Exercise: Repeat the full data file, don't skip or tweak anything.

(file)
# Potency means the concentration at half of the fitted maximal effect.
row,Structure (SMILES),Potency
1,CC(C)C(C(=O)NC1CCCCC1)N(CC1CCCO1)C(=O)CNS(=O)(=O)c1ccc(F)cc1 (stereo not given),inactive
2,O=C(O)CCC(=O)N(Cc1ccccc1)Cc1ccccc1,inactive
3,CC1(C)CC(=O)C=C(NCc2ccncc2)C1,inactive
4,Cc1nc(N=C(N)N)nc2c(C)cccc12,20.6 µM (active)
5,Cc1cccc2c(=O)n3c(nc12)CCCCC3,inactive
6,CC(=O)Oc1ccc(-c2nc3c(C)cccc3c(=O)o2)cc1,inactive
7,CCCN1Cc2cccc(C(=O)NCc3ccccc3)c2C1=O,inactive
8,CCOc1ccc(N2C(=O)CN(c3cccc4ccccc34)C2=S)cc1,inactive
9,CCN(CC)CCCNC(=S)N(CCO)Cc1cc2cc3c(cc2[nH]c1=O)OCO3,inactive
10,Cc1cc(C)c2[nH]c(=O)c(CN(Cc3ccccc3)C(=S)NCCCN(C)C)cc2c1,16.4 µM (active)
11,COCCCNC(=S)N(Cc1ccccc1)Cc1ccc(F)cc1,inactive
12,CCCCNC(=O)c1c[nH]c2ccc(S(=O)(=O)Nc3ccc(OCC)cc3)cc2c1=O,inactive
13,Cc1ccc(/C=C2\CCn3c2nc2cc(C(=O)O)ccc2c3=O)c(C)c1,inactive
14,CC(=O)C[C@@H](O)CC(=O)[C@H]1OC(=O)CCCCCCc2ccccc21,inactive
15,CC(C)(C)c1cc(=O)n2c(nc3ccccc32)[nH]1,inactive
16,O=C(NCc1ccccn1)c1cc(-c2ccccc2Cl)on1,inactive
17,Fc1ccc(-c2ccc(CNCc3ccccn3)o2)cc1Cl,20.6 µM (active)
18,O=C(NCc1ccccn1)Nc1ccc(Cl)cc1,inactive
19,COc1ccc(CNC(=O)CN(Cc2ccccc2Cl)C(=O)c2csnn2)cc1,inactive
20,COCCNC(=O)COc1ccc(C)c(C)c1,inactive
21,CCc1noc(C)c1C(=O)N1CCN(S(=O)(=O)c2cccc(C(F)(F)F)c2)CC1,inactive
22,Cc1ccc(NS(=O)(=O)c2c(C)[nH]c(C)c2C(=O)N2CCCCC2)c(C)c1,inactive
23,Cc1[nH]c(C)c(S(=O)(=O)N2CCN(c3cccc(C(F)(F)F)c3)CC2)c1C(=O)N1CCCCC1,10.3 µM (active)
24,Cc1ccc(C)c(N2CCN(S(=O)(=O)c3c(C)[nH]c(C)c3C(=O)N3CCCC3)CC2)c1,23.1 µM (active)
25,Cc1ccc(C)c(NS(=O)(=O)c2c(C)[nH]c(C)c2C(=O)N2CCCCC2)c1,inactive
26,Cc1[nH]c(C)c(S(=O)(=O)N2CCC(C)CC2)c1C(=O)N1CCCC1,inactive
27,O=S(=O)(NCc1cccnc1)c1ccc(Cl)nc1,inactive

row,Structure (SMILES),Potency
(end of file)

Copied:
# Potency means the concentration at half of the fitted maximal effect.
row,Structure (SMILES),Potency
1,CC(C)C(C(=O)NC1CCCCC1)N(CC1CCCO1)C(=O)CNS(=O)(=O)c1ccc(F)cc1 (stereo not given),inactive
2,O=C(O)CCC(=O)N(Cc1ccccc1)Cc1ccccc1,inactive
3,CC1(C)CC(=O)C=C(NCc2ccncc2)C1,inactive
4,Cc1nc(N=C(N)N)nc2c(C)cccc12,20.6 µM (active)
5,Cc1cccc2c(=O)n3c(nc12)CCCCC3,inactive
6,CC(=O)Oc1ccc(-c2nc3c(C)cccc3c(=O)o2)cc1,inactive
7,CCCN1Cc2cccc(C(=O)NCc3ccccc3)c2C1=O,inactive
8,CCOc1ccc(N2C(=O)CN(c3cccc4ccccc34)C2=S)cc1,inactive
9,CCN(CC)CCCNC(=S)N(CCO)Cc1cc2cc3c(cc2[nH]c1=O)OCO3,inactive
10,Cc1cc(C)c2[nH]c(=O)c(CN(Cc3ccccc3)C(=S)NCCCN(C)C)cc2c1,16.4 µM (active)
11,COCCCNC(=S)N(Cc1ccccc1)Cc1ccc(F)cc1,inactive
12,CCCCNC(=O)c1c[nH]c2ccc(S(=O)(=O)Nc3ccc(OCC)cc3)cc2c1=O,inactive
13,Cc1ccc(/C=C2\CCn3c2nc2cc(C(=O)O)ccc2c3=O)c(C)c1,inactive
14,CC(=O)C[C@@H](O)CC(=O)[C@H]1OC(=O)CCCCCCc2ccccc21,inactive
15,CC(C)(C)c1cc(=O)n2c(nc3ccccc32)[nH]1,inactive
16,O=C(NCc1ccccn1)c1cc(-c2ccccc2Cl)on1,inactive
17,Fc1ccc(-c2ccc(CNCc3ccccn3)o2)cc1Cl,20.6 µM (active)
18,O=C(NCc1ccccn1)Nc1ccc(Cl)cc1,inactive
19,COc1ccc(CNC(=O)CN(Cc2ccccc2Cl)C(=O)c2csnn2)cc1,inactive
20,COCCNC(=O)COc1ccc(C)c(C)c1,inactive
21,CCc1noc(C)c1C(=O)N1CCN(S(=O)(=O)c2cccc(C(F)(F)F)c2)CC1,inactive
22,Cc1ccc(NS(=O)(=O)c2c(C)[nH]c(C)c2C(=O)N2CCCCC2)c(C)c1,inactive
23,Cc1[nH]c(C)c(S(=O)(=O)N2CCN(c3cccc(C(F)(F)F)c3)CC2)c1C(=O)N1CCCCC1,10.3 µM (active)
24,Cc1ccc(C)c(N2CCN(S(=O)(=O)c3c(C)[nH]c(C)c3C(=O)N3CCCC3)CC2)c1,23.1 µM (active)
25,Cc1ccc(C)c(NS(=O)(=O)c2c(C)[nH]c(C)c2C(=O)N2CCCCC2)c1,inactive
26,Cc1[nH]c(C)c(S(=O)(=O)N2CCC(C)CC2)c1C(=O)N1CCCC1,inactive
27,O=S(=O)(NCc1cccnc1)c1ccc(Cl)nc1,inactive

row,Structure (SMILES),Potency